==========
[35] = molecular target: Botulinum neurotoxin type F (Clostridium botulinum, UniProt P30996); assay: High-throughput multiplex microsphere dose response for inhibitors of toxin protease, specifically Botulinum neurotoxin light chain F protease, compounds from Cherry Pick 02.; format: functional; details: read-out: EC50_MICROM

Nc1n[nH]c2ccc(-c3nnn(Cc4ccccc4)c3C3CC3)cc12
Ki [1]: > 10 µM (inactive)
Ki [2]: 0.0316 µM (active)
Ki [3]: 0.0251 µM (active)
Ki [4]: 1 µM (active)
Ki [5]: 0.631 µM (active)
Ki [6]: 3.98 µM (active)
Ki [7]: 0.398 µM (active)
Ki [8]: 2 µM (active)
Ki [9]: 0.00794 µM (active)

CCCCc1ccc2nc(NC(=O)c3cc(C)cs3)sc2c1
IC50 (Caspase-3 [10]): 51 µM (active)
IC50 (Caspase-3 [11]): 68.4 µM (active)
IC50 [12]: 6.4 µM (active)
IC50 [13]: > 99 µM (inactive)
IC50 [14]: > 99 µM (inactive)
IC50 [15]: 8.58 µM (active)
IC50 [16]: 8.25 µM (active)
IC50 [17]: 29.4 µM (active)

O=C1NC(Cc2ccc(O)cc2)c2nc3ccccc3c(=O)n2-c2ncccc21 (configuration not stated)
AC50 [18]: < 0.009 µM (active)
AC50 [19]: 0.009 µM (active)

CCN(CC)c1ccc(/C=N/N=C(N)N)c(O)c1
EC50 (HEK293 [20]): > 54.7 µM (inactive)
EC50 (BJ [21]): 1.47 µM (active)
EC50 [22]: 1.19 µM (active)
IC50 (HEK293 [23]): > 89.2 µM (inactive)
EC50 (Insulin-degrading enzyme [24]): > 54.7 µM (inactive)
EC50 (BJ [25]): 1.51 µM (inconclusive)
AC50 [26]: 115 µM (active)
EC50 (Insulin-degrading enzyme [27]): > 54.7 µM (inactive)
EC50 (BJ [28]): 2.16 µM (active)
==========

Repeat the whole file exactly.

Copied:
[35] = molecular target: Botulinum neurotoxin type F (Clostridium botulinum, UniProt P30996); assay: High-throughput multiplex microsphere dose response for inhibitors of toxin protease, specifically Botulinum neurotoxin light chain F protease, compounds from Cherry Pick 02.; format: functional; details: read-out: EC50_MICROM

Nc1n[nH]c2ccc(-c3nnn(Cc4ccccc4)c3C3CC3)cc12
Ki [1]: > 10 µM (inactive)
Ki [2]: 0.0316 µM (active)
Ki [3]: 0.0251 µM (active)
Ki [4]: 1 µM (active)
Ki [5]: 0.631 µM (active)
Ki [6]: 3.98 µM (active)
Ki [7]: 0.398 µM (active)
Ki [8]: 2 µM (active)
Ki [9]: 0.00794 µM (active)

CCCCc1ccc2nc(NC(=O)c3cc(C)cs3)sc2c1
IC50 (Caspase-3 [10]): 51 µM (active)
IC50 (Caspase-3 [11]): 68.4 µM (active)
IC50 [12]: 6.4 µM (active)
IC50 [13]: > 99 µM (inactive)
IC50 [14]: > 99 µM (inactive)
IC50 [15]: 8.58 µM (active)
IC50 [16]: 8.25 µM (active)
IC50 [17]: 29.4 µM (active)

O=C1NC(Cc2ccc(O)cc2)c2nc3ccccc3c(=O)n2-c2ncccc21 (configuration not stated)
AC50 [18]: < 0.009 µM (active)
AC50 [19]: 0.009 µM (active)

CCN(CC)c1ccc(/C=N/N=C(N)N)c(O)c1
EC50 (HEK293 [20]): > 54.7 µM (inactive)
EC50 (BJ [21]): 1.47 µM (active)
EC50 [22]: 1.19 µM (active)
IC50 (HEK293 [23]): > 89.2 µM (inactive)
EC50 (Insulin-degrading enzyme [24]): > 54.7 µM (inactive)
EC50 (BJ [25]): 1.51 µM (inconclusive)
AC50 [26]: 115 µM (active)
EC50 (Insulin-degrading enzyme [27]): > 54.7 µM (inactive)
EC50 (BJ [28]): 2.16 µM (active)